Attorney General Tong and DCP Commissioner Seagull Announce Court Order Blocking Solar Wolf from Doing Business in Connecticut Until it Responds to Consumer Protection Investigation
Office of the Attorney General and Department of Consumer Protection Advise Victims of Recourse Options
(Hartford, CT) — Attorney General William Tong and Department of Consumer Protection Commissioner Michelle H. Seagull today announced an investigation into and enforcement against unfair and deceptive sales practices of Auburn, Massachusetts-based solar company Solar Wolf Energy, Inc. over failures to complete, or even begin, promised residential work.
Multiple Connecticut consumers complained to the Office of the Attorney General and the Department of Consumer Protection that Solar Wolf took their high-priced deposits for residential solar or related projects and failed to complete—or in some cases start—the work contracted for. Solar Wolf failed to return deposits, which for some consumers were as high as $25,000 or more.
“Our office received multiple complaints from Connecticut consumers that this company took costly deposits, failed to perform the work it promised, and then failed to make its customers whole. We are also aware of reports that this spring, just days after Solar Wolf assured its customers it remained open for business, it closed its doors and stopped responding to consumers. Solar Wolf took the hard-earned money of Connecticut families looking to reduce their high electric bills and completely failed to deliver upon contractual obligations. The Attorney General’s Office is committed to protecting consumers from such abusive practices,” said Attorney General Tong.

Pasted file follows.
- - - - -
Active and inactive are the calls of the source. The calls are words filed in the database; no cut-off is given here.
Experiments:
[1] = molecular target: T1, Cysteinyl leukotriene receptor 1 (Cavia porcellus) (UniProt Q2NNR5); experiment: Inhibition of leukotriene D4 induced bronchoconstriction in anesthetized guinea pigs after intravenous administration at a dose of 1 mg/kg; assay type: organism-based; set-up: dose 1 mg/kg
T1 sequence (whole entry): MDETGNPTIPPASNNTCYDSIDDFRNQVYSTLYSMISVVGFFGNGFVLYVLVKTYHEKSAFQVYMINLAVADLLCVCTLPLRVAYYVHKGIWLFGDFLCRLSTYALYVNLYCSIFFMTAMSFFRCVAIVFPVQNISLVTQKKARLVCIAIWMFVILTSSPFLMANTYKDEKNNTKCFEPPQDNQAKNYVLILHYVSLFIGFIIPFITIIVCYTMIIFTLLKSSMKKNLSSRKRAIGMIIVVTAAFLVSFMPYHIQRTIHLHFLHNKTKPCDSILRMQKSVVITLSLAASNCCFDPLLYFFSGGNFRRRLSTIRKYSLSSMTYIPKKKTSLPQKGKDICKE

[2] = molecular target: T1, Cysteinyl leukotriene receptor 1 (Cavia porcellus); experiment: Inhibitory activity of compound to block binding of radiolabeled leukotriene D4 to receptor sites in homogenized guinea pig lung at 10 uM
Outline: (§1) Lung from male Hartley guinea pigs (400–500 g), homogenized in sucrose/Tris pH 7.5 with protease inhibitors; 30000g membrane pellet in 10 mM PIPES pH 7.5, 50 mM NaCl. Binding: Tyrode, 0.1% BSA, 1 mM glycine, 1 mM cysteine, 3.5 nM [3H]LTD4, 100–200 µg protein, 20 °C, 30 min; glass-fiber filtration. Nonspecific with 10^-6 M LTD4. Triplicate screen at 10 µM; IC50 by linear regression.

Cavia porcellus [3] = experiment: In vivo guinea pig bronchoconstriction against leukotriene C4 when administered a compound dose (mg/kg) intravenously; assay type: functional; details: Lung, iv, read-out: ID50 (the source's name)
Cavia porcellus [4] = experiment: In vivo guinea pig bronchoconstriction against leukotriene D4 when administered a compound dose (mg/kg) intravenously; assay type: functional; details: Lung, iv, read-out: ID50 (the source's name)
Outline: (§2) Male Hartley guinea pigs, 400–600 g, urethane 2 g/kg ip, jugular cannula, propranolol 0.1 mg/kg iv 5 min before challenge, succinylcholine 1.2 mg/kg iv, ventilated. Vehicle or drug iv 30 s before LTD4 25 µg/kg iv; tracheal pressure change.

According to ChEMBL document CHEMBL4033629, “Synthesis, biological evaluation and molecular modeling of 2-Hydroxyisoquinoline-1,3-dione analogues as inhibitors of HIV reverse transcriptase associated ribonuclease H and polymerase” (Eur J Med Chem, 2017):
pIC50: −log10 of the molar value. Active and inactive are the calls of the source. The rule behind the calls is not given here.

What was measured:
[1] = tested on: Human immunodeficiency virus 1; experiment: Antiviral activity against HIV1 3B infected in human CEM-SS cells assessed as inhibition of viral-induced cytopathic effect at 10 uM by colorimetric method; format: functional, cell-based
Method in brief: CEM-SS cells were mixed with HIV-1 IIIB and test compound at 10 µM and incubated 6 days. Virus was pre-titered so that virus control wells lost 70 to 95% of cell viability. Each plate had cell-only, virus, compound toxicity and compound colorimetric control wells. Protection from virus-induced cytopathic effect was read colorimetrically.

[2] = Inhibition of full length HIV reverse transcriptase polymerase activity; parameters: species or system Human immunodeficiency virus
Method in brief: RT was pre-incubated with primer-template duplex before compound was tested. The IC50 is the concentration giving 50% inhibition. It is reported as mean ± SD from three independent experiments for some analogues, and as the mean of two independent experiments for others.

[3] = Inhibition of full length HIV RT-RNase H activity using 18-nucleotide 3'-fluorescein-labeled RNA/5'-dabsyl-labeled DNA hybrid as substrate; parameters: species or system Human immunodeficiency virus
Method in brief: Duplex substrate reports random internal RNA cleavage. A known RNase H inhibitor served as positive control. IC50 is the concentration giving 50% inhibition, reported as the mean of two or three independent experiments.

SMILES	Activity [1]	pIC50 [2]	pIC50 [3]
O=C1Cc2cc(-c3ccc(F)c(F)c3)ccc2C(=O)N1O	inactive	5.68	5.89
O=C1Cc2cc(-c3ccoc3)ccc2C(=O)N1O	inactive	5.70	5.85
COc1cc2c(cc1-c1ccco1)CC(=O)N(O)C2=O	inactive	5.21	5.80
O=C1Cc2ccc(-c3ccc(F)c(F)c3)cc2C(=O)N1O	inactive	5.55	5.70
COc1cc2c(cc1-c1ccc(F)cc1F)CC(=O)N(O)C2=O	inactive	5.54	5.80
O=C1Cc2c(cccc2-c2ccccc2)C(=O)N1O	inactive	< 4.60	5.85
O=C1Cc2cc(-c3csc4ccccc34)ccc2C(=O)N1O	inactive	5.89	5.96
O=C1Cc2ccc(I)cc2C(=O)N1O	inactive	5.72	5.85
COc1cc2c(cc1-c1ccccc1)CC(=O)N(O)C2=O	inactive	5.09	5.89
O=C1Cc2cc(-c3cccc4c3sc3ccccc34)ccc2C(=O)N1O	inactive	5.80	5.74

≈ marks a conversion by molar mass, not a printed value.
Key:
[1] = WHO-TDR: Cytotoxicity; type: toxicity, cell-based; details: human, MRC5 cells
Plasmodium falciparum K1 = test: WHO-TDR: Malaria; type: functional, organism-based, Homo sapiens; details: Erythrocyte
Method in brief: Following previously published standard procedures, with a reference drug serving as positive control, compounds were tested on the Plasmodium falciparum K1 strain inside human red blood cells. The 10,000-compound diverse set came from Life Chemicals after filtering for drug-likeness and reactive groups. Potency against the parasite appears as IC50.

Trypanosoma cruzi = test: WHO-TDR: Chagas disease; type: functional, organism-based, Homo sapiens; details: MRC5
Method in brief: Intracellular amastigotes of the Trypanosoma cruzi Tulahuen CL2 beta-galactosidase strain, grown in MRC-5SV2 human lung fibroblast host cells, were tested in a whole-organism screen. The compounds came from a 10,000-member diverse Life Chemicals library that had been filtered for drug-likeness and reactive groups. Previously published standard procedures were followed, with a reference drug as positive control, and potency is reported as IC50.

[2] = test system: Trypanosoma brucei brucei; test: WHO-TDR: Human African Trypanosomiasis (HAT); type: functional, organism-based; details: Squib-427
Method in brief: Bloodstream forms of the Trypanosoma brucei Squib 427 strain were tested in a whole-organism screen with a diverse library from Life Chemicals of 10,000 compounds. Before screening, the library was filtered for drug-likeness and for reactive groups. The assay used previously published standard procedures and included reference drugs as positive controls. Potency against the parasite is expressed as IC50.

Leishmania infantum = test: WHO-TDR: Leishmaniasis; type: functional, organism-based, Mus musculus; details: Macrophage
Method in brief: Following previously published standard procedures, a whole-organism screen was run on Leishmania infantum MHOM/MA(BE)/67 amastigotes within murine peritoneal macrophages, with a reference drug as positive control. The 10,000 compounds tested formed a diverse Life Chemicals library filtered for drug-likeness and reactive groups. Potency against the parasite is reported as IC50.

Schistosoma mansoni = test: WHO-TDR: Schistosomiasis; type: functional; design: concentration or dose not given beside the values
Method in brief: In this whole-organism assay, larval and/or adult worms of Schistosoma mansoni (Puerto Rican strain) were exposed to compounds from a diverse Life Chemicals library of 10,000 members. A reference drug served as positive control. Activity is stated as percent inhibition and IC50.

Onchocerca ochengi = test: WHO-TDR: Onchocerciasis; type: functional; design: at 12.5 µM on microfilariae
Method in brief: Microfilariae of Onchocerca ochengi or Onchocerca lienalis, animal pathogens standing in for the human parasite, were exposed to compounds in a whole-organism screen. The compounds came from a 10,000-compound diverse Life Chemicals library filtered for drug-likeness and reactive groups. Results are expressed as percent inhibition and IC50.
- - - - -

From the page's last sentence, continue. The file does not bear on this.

“Many people are interested in residential solar power for potential cost and energy savings, but consumers have told us Solar Wolf isn’t living up to their end of the deal,” said DCP Commissioner Michelle H. Seagull. “We encourage consumers interested in solar energy to do their research, read reviews and take time to understand the contracts and agreements offered by solar companies prior to signing anything or paying high deposits.”
After Solar Wolf failed to respond to an investigative demand, the Attorney General obtained a Superior Court order blocking Solar Wolf from selling, advertising, offering, or marketing goods or services in Connecticut until it obtains permission from the court.
It is a violation of both the Connecticut Home Improvement Act and the Connecticut Unfair Trade Practices Act when a home improvement contractor fails to perform substantial work and then fails to refund a consumer’s deposit funds within ten days of a written request. Connecticut consumers with uncollectible judgments or orders against such companies may be entitled to apply to the Department of Consumer Protection’s Home Improvement Guaranty Fund to receive compensation. Consumers may contact the Department of Consumer Protection at email@example.com for more information. Consumers should also report Solar Wolf collecting deposits but not performing substantial work to firstname.lastname@example.org.
Assistant Attorneys General Lauren Bidra and Joe Gasser, Legal Investigator Caylee Ribeiro, Paralegal Specialist Casey Rybak, and Deputy Associate Attorney General Mike Wertheimer, head of the Consumer Protection Section, assisted the Attorney General in this matter.
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